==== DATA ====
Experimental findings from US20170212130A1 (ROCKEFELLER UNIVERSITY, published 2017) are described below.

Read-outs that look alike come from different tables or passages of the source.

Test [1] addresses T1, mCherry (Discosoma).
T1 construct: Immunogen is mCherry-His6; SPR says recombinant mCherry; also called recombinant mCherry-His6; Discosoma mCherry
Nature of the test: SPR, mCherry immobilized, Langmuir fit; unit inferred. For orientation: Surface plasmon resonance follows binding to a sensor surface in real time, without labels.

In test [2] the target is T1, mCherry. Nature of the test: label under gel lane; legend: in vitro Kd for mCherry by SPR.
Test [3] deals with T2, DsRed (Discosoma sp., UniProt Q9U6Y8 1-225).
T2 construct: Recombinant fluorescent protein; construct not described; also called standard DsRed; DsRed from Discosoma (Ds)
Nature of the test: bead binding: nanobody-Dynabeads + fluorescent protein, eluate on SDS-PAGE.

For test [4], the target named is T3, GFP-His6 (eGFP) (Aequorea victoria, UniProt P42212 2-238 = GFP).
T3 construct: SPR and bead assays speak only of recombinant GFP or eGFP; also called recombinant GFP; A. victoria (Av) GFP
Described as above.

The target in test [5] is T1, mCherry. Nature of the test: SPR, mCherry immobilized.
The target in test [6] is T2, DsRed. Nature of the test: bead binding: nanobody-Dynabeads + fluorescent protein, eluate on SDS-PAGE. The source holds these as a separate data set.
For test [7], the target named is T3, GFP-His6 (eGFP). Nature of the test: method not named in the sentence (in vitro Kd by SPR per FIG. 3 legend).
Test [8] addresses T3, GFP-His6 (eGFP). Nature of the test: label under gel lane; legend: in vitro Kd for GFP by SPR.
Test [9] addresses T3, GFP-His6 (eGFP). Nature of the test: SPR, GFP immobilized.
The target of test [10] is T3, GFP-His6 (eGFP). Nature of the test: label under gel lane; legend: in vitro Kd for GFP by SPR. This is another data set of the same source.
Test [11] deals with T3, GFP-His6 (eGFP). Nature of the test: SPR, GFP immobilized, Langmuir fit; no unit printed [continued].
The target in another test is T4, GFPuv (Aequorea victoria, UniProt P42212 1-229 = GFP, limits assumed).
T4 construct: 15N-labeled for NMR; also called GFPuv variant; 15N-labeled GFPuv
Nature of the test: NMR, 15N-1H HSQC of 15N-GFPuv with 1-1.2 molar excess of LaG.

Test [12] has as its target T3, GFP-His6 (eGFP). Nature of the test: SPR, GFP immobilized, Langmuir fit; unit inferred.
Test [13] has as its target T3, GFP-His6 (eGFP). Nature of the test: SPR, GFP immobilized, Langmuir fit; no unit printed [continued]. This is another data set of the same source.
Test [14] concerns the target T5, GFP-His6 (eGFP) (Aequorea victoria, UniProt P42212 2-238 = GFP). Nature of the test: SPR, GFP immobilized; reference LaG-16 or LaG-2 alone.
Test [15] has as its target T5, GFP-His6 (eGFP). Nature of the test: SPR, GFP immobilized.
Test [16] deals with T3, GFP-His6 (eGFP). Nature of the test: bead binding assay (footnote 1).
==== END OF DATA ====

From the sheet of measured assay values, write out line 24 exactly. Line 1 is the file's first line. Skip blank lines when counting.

Test [13] has as its target T3, GFP-His6 (eGFP). Nature of the test: SPR, GFP immobilized, Langmuir fit; no unit printed [continued]. This is another data set of the same source.